FOR IMMEDIATE RELEASE
Washington Wildlife and Recreation Coalition applauds Senators Murray and Cantwell for support of conservation funding
Amendment to Transportation Bill Supports Local Jobs, CommunitiesMar 09, 2012
Washington—The Washington Wildlife and Recreation Coalition today praised a vote in the U.S. Senate by Senators Patty Murray and Maria Cantwell to provide dedicated funding for the Land and Water Conservation Fund (LWCF), benefitting local communities and jobs.
“Small business owners, hunters, anglers, conservation leaders and communities across Washington join me in thanking both Senator Murray and Senator Cantwell for their continued leadership and support for our great outdoors,” said Joanna Grist, Executive Director for the Coalition. “Especially in these tough economic times, protecting our recreation economy is essential.”
Senators Murray and Cantwell joined their colleagues in the U.S. Senate to vote in favor of a bipartisan amendment to the transportation bill which would provide $700 million per year in mandatory funding for LWCF over the next two years (consistent with the time frame of the overall bill) as well as authorize the LWCF program for the next 10 years. The amendment passed 76-22 with bipartisan support.
For nearly 50 years, LWCF has protected parks and playgrounds, wildlife habitat, clean water, and working landscapes in Washington and across the country. LWCF funds have helped protect Mount Rainier, Olympic National Park, Turnbull National Wildlife Refuge, and Mount St Helens, and create hundreds of local and state parks families visit every day.
With $700 million, LWCF could fund all land protection projects recommended in the recently released Fiscal Year 2013 Interior Department budget, including Mt Rainier National Park, scenic lands along the Pacific Crest Trail, wildlife habitat in Nisqually National Wildlife Refuge, and working forest lands along the Strait of Juan de Fuca in Pysht Coastal Forest.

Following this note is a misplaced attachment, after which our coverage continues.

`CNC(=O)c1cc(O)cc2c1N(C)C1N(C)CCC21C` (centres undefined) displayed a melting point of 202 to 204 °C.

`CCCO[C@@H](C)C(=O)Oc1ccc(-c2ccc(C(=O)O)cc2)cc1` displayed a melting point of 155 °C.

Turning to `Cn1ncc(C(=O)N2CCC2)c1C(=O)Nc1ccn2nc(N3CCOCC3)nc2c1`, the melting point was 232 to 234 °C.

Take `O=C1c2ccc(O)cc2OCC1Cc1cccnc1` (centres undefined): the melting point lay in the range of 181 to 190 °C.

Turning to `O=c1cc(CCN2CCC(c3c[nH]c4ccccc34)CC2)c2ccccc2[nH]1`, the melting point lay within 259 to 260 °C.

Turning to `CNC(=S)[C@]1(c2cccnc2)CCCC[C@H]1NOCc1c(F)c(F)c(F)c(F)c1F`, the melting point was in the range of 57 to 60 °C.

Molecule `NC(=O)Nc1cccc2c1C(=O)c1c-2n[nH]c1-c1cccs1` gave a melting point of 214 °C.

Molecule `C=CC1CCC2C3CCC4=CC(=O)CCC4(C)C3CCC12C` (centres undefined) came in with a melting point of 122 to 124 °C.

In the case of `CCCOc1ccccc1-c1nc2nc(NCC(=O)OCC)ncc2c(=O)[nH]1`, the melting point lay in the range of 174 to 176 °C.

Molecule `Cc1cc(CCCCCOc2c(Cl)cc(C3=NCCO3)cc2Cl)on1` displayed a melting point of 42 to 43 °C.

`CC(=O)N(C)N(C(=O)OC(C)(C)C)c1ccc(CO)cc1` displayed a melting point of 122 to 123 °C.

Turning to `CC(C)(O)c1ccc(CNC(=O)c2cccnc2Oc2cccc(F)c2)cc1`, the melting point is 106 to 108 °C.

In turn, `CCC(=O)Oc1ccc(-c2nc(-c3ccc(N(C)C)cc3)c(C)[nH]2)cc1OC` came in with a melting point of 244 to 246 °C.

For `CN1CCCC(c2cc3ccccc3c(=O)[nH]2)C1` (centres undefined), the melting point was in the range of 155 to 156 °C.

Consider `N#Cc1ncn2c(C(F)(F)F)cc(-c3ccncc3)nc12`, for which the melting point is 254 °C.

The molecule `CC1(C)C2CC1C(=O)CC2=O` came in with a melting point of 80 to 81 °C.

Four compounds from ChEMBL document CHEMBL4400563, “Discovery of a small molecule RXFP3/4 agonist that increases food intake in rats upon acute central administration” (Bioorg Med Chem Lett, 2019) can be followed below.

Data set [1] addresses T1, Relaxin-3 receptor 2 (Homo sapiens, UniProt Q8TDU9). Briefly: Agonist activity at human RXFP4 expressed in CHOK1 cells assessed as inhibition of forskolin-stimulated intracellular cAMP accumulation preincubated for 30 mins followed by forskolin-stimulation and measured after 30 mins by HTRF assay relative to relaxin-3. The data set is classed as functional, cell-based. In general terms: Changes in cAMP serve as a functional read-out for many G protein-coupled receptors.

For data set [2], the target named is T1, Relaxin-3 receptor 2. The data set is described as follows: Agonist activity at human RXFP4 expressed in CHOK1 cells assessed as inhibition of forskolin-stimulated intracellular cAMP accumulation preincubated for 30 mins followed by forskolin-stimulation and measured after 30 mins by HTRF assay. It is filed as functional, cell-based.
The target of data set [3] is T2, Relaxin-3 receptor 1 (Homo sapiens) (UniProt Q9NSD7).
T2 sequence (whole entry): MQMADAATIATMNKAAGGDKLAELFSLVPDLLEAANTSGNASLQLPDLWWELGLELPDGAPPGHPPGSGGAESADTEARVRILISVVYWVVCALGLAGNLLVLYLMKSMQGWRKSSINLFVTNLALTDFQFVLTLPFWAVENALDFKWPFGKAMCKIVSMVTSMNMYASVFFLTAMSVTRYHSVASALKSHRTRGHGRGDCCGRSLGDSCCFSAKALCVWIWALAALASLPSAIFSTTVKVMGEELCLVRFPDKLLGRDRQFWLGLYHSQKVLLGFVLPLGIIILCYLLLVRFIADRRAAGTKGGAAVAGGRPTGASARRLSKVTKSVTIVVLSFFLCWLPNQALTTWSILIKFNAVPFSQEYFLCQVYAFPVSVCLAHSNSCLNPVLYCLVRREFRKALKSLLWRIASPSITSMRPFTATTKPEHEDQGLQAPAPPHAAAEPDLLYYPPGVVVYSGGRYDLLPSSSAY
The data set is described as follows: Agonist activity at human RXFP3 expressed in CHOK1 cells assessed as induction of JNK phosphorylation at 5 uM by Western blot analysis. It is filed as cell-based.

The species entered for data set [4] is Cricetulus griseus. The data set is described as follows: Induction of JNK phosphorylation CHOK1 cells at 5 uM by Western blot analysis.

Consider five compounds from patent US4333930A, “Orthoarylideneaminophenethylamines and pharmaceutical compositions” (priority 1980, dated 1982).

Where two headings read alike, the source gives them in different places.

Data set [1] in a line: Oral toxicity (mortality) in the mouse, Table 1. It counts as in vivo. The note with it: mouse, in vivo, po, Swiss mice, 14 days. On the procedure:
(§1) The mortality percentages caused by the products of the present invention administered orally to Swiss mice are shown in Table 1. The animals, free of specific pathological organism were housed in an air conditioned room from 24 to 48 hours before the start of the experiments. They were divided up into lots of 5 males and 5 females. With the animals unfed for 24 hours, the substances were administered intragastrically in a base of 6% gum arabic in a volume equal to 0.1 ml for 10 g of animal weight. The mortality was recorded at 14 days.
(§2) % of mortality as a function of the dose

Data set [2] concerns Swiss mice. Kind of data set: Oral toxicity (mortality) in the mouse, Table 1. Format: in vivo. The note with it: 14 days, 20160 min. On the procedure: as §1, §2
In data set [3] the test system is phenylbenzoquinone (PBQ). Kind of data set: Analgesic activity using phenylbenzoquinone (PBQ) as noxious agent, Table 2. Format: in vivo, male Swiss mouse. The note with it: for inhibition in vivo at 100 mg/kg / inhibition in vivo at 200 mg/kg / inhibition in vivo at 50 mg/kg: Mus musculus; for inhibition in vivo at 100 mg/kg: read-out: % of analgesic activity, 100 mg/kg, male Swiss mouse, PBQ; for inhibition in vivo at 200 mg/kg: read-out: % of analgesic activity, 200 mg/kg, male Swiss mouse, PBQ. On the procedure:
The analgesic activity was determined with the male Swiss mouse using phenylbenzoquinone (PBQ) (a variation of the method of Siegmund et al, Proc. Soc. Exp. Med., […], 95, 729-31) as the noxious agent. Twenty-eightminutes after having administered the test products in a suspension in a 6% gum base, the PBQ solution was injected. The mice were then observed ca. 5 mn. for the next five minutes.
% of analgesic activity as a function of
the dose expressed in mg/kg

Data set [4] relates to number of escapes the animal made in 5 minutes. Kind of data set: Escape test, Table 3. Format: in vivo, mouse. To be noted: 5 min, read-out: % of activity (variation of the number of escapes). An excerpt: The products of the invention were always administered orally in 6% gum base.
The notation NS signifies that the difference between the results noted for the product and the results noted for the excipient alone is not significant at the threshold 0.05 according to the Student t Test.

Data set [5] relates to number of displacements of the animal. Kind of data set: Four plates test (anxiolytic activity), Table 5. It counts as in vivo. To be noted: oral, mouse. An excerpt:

Active outdoor recreation supports 115,000 jobs across Washington and contributes more than $11.7 billion annually to the state’s economy, according to data from the Outdoor Industry Foundation.
The fund does not use taxpayer dollars. Instead, it uses funds generated by the depletion of one public resource – oil and gas royalties from the Outer Continental Shelf – to protect our irreplaceable natural heritage on land. Although the fund is authorized to receive up to $900 million per year, Congress has routinely diverted LWCF funds for other uses.
Recent polling shows that Americans across the political, racial, and geographic spectrum support LWCF. An overwhelming 85% of Americans support full funding for LWCF. By similar margins, a vast majority of Americans want Congress to honor its commitment to dedicate LWCF funds to these purposes rather than diverting them for unrelated uses.
The U.S. House of Representatives will need to pass its own transportation bill or a version of the Senate bill before the bill becomes law. The House version of the bill does not currently include a provision to fund LWCF.
About the WWRC
The Washington Wildlife and Recreation Coalition (WWRC) is a non-profit citizens group founded in a historic bipartisan effort by former Governors Dan Evans and Mike Lowry. A diverse group of over 250 organizations representing conservation, business, recreation, hunting, fishing, farming, and community interests, the Coalition’s breadth and diversity helps secure a level of funding for parks and habitat that individuals could not achieve alone.
About the LWCF
The Land and Water Conservation Fund (LWCF) supports federal acquisition and conservation easements of our nation's most precious lands and waters, and provides matching funds for state and local entities to acquire and develop recreational opportunities in almost every county of the nation. The Forest Legacy Program, which is funded through LWCF, provides grants to states to protect working forests and water quality and provide access for recreation. Created in 1965, the LWCF is authorized to receive $900 million annually in federal revenue from oil and gas leasing of the Outer Continental Shelf. The LWCF, however, has been chronically shortchanged in the annual budget and appropriations process, with funding consistently diverted to other purposes.